Chinese tennis star Peng Shuai said she was safe and well during a video call with the International Olympic Committee chief Sunday, the organisation said, amid international concern about her well-being after her explosive claims of sexual assault.
At the beginning of a 30-minute call with IOC president Thomas Bach, “Peng Shuai thanked the IOC for its concern about her well-being,” the organisation said in a statement.
“She explained that she is safe and well, living at her home in Beijing, but would like to have her privacy respected at this time,” it said.
“That is why she prefers to spend her time with friends and family right now. Nevertheless, she will continue to be involved in tennis, the sport she loves so much.”
Earlier Sunday, Peng was seen attending a Beijing tennis tournament, in official photos of the event, marking her first public appearance since she made her accusations against former vice premier Zhang Gaoli, and they were scrubbed from the Chinese internet.
The 35-year-old two-time Grand Slam doubles champion alleged earlier this month that Gaoli, now in his 70s, forced her into sex during an on-off relationship spanning several years.
Following a global outcry, including from tennis superstars and the United Nations, Chinese state media reporters have released a flurry of footage purporting to show all is well with Peng.
A video from the Fila Kids Junior Tennis Challenger Finals event, tweeted by Global Times newspaper editor Hu Xijin, shows Peng standing in a stadium among a group of guests whose names are announced to a smattering of applause.
A Global Times reporter tweeted another video showing Peng signing autographs for children at what appears to be the same stadium before posing for photos with them.
Hu also posted two other videos on Saturday, the first showing Peng walking into a restaurant wearing a coat, knit cap and face mask, and the second of a maskless Peng sitting at a table chatting with people over a meal.
AFP could not verify the authenticity of the videos.
Hu tweeted in English that the second video shows “Peng Shuai was having dinner with her coach and friends in a restaurant. The video content clearly shows they are shot on Saturday Beijing time”.
The chat appears to be staged. Peng appears relaxed in the footage, which appears to have been taken with a mobile phone, but those with her are at pains to emphasise the date in somewhat stilted comments.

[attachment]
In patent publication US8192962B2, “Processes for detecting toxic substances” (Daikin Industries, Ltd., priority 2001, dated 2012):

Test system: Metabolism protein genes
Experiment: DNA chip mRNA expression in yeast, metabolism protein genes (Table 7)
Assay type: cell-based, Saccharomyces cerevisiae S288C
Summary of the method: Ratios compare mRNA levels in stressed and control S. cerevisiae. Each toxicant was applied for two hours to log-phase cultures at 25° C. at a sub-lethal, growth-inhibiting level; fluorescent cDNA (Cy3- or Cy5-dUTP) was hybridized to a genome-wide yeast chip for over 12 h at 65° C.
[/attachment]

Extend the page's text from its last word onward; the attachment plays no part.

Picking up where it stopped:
Peng’s claims against Zhang were the first time China’s #MeToo movement has touched the highest echelons of the ruling Communist Party.
They were quickly scrubbed from the Twitter-like Weibo platform, and concerns for her safety have mounted ever since.
The Women’s Tennis Association has threatened to end lucrative contracts with China unless it gets word of Peng’s safety.
On the restaurant videos, WTA boss Steve Simon said he was glad to see the images but “it remains unclear if she is free and able to make decisions and take actions on her own, without coercion or external interference”.
“This video alone is insufficient,” Simon said in a statement.
“I have been clear about what needs to happen and our relationship with China is at a crossroads.”
A WTA spokesman later told AFP that Sunday’s images from the Beijing tournament still did not address their concerns.
IOC Athletes’ Commission chair Emma Terho nevertheless said she was relieved after Sunday’s video call, in which she took part.
“I was relieved to see that Peng Shuai was doing fine, which was our main concern,” Terho said in the IOC statement.
“She appeared to be relaxed. I offered her our support and to stay in touch at any time of her convenience, which she obviously appreciated.”
‘Independent, verifiable proof’
A growing chorus of voices in the sports world and beyond has been demanding answers about Peng’s situation.
US President Joe Biden’s press secretary said his administration wanted China to “provide independent, verifiable proof” of her whereabouts.
Britain’s foreign office also said it was “extremely concerned” and urged China to release verifiable evidence, while France’s foreign minister said she should be allowed to speak freely to clarify her situation.
The United Nations has insisted on a fully transparent investigation into the claims made by Peng.
Some of the biggest names in tennis have spoken out about the case, including Serena Williams, Novak Djokovic, Roger Federer and Naomi Osaka.
Peng represented China at the Beijing, London and Rio de Janeiro Olympics and won gold for China at the 2010 Asian Games.
She is a former Wimbledon and French Open doubles champion.